The Evolution of Cooperation | Robert Axelrod

Summary of: The Evolution of Cooperation: Revised Edition
By: Robert Axelrod

Introduction

Delve into the intriguing world of mating and human relationships as we explore Robert Axelrod’s ‘The Evolution of Cooperation: Revised Edition’. The book summarizes key biological, psychological, and cultural factors that influence mating choices and strategies. Expect to uncover insights into the preferences of both genders in choosing mates, tactics to attract and retain love, and reasons behind conflict and jealousy. With a blend of evolutionary perspective and practical examples, the summary breaks down complex human behavior into a digestible and engaging form.

The Science of Romance

Evolutionary psychology provides insights into how and why conflict arises in the mating game. In “The Descent of Man,” Charles Darwin identified two mechanisms – competition for a mate and preference for certain traits in a mate – that drive the selection of characteristics passed onto the next generation. Peacocks with beautiful plumage illustrate how a preference for certain traits can result in a reproductive advantage. By understanding these survival strategies, we gain a deeper understanding of why mating can be both fascinating and frustrating.

Women’s Mate Selection Criteria

Women’s limited fertilization capacity has always been a critical factor in mate selection. Throughout history, women have chosen men with the material ability to support their families. Recent studies suggest that women prioritize financial prosperity when seeking a partner. Women prefer men who are educated, dependable, ambitious, intelligent, compatible, strong, healthy, high-spirited, loving, and committed. These attributes signify status, resources, and protectiveness, which enhance their chances of fertility success. Though marrying an older man carries the threat of widowhood, age denotes status and resources, making older men more attractive. In general, social rank, success, and education are critical in communist and socialist countries, among blacks and Orientals, Catholics, Jews, in the tropics, and the northern climates. Women seek partners who share their values, intelligence, and group memberships, as conflicts are costly in relationships. Ultimately, the devotion of men leads to fruitful benefits for women, and so women prefer men who show commitment.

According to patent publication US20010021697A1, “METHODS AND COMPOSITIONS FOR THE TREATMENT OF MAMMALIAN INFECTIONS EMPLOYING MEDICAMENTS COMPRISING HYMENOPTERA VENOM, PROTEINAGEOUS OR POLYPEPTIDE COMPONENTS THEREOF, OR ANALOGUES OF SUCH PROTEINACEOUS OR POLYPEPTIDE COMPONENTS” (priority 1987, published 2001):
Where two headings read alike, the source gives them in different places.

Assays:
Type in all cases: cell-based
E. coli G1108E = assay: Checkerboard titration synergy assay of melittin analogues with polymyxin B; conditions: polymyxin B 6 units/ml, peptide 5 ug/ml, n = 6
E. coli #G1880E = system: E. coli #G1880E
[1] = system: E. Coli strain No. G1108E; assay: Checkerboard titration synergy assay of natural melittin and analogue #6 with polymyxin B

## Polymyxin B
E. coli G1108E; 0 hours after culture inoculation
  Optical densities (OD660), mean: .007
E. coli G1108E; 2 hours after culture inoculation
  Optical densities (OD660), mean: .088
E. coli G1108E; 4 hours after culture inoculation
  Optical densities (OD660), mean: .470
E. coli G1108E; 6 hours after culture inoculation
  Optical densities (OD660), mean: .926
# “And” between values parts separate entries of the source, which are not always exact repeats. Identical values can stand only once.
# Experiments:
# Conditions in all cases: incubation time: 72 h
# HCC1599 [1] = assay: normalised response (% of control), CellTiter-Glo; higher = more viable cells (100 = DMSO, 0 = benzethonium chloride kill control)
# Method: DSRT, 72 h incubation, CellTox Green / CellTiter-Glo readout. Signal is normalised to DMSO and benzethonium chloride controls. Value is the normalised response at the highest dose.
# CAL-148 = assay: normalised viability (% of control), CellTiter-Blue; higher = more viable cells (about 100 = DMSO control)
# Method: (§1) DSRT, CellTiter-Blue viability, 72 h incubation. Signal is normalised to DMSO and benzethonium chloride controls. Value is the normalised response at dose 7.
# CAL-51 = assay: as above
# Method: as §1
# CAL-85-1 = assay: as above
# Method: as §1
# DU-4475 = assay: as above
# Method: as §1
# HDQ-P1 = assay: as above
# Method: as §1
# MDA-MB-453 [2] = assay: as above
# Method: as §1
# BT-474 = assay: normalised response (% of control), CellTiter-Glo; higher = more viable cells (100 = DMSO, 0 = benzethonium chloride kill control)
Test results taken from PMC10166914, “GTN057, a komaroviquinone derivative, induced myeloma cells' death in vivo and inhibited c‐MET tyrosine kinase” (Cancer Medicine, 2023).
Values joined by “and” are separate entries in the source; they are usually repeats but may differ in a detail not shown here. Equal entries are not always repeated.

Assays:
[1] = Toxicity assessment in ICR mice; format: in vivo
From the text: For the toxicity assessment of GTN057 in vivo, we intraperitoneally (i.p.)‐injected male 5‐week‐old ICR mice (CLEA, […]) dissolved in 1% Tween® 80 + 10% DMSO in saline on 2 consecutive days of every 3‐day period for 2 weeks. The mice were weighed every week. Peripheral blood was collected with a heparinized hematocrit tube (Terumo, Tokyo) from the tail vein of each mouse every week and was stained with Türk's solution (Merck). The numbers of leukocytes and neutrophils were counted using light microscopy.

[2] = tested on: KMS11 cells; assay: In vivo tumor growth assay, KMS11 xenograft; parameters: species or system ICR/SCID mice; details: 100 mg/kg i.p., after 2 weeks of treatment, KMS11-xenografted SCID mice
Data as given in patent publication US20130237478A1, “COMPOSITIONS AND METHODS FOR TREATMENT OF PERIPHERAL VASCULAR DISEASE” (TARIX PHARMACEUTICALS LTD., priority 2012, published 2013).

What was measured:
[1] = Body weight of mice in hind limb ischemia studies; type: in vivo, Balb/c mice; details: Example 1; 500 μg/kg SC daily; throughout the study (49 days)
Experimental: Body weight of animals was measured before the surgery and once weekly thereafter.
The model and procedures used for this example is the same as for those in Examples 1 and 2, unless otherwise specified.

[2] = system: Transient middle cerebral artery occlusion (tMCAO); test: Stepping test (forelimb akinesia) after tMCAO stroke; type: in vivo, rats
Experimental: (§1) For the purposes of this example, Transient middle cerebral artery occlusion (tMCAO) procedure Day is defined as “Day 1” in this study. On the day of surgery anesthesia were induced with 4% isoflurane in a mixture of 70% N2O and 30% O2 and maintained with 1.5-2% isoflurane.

Men’s Evolutionary Preference for Women

Men’s preference for qualities that signify a woman’s reproductive value is driven by evolution. Men have an inclination towards women who exhibit traits such as youthfulness, physical attractiveness, and faithfulness. Cross-culturally, men tend to choose younger women, with a waist-to-hip ratio of 0.7, which affirms a woman’s fertility. Men prioritize their partner’s beauty more than women do. They prefer premarital chastity and post-marital loyalty to ensure procreation is safeguarded. Ultimately, these preferences are men’s evolutionary adaptation to increase their offspring’s chances of survival.

Sex and the Evolutionary Advantage

According to evolutionary research, men are naturally inclined towards casual sex as it fits their mating strategy, but women are less inclined towards it. However, in certain historical circumstances, women engaged in casual affairs to survive and gain protection. Women also used such occasions to diagnose their competitive value on the mating market and appraise a potential husband’s personality and compatibility. They may have chosen a committed, less desirable partner and turned to a more desirable man if he could provide better genes. Infidelity is a result of this inherited tendency towards mate-switching.

Extramarital affairs can help women find a substitute husband if their partner is infertile or becomes ill, injured, or dies. Women may test a new man before leaving their spouse, and this is a predominant reason for extramarital liaisons today. Such affairs also make women feel better about themselves and encourage them to end their current relationships. Women with “anxious/ambivalent attachment style” who fear intimacy might drive men away, are likeliest to have affairs, according to the author’s findings.

The Psychology of Attraction

In his book, the author highlights the different attraction tactics men and women use. Men mainly focus on showing off their wealth, status, commitment, athleticism, and self-confidence to impress women, while women often modify their physique, play hard to get, use sexual signals, and act submissive. The author explains that these behaviors are the result of biological and evolutionary factors, and criticizing them would be akin to criticizing a preference for meat. The author also notes the importance of context and cultural differences in attraction tactics. For instance, physical prowess is essential for attracting women in the Yanomamö society, but not necessarily in modern Western culture. Overall, the book offers insight into the complex and sometimes mysterious ways in which humans choose their mates.

Relationship Strategies

Long-term relationships can be beneficial for both genders, but competitors may try to steal a mate or disrupt the relationship. Insects have physical mechanisms to prevent their mates from sexual interaction with rivals. Humans, on the other hand, have evolved complex psychological mechanisms, including jealousy, to protect their relationships. Men become jealous over infidelity, while women feel jealous when their partner becomes emotionally distracted. People use several strategies to keep their mates, including emotional manipulation, public marking, vigilance, concealing a mate, and even genital mutilation in some cultures. While some tactics may be positive, others may be harmful and reflect the initial behaviors that drew them to their partner.

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